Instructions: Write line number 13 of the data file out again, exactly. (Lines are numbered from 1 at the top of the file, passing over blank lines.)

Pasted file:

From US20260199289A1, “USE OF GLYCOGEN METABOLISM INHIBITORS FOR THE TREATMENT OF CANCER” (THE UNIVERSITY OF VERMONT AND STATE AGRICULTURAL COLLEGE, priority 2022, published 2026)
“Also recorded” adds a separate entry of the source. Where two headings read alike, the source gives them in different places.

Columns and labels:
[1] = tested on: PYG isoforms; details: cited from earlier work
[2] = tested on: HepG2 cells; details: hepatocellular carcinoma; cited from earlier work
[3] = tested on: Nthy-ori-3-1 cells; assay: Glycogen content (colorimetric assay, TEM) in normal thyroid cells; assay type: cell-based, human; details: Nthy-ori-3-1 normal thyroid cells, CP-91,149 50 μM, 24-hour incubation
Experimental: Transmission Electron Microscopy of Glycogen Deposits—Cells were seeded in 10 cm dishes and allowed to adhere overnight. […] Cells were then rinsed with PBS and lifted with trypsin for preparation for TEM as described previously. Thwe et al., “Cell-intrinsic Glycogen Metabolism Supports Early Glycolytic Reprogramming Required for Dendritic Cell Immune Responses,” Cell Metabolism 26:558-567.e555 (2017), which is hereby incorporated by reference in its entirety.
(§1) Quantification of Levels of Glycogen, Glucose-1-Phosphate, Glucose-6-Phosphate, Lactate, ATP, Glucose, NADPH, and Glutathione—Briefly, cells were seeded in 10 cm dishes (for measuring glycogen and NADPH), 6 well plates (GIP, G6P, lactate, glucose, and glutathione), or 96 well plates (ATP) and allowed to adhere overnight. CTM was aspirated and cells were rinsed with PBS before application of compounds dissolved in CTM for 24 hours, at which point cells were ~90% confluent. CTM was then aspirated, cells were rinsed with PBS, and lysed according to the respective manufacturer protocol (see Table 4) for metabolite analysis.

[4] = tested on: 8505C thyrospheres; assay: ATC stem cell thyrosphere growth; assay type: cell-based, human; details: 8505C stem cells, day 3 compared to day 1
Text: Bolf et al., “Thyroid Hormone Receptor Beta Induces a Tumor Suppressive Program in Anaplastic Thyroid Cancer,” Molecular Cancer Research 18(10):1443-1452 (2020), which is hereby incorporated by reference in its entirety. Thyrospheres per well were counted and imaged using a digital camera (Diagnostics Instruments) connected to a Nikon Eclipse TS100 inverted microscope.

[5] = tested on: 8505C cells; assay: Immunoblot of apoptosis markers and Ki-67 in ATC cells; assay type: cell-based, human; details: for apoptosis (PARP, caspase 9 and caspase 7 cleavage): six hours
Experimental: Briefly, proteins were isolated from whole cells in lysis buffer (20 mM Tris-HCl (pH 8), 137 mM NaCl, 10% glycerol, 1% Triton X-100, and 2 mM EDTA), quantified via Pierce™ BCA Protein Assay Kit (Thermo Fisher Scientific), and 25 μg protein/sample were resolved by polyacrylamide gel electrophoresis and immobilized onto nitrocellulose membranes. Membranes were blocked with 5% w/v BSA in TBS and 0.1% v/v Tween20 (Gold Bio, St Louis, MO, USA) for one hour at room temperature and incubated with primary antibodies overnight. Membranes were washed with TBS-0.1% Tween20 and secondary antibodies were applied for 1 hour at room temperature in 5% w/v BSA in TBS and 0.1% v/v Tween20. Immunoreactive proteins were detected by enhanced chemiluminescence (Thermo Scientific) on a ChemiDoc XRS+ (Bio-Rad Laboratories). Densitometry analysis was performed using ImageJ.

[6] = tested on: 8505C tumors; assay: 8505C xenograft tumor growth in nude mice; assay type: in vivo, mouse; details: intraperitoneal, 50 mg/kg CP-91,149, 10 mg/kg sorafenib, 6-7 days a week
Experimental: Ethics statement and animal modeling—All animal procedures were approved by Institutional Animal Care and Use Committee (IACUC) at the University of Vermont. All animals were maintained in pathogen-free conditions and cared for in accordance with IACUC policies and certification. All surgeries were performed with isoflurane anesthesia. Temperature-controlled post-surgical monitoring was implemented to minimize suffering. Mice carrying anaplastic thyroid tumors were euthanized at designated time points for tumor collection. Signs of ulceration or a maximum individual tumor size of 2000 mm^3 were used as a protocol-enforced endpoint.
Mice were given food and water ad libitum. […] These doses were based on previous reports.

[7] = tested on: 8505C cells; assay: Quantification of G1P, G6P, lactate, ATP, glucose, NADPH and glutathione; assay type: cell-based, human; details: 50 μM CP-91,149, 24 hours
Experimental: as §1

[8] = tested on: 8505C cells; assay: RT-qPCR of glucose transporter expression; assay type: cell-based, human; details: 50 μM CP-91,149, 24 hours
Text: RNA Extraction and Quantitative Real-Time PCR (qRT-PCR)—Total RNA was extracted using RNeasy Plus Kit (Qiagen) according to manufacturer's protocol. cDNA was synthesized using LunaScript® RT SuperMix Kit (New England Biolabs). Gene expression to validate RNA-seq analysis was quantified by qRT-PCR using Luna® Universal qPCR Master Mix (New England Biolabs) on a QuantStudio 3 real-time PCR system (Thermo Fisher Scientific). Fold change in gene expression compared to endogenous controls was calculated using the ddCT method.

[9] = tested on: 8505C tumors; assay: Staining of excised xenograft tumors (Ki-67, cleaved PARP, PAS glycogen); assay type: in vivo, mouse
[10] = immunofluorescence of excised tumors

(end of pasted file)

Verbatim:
[6] = tested on: 8505C tumors; assay: 8505C xenograft tumor growth in nude mice; assay type: in vivo, mouse; details: intraperitoneal, 50 mg/kg CP-91,149, 10 mg/kg sorafenib, 6-7 days a week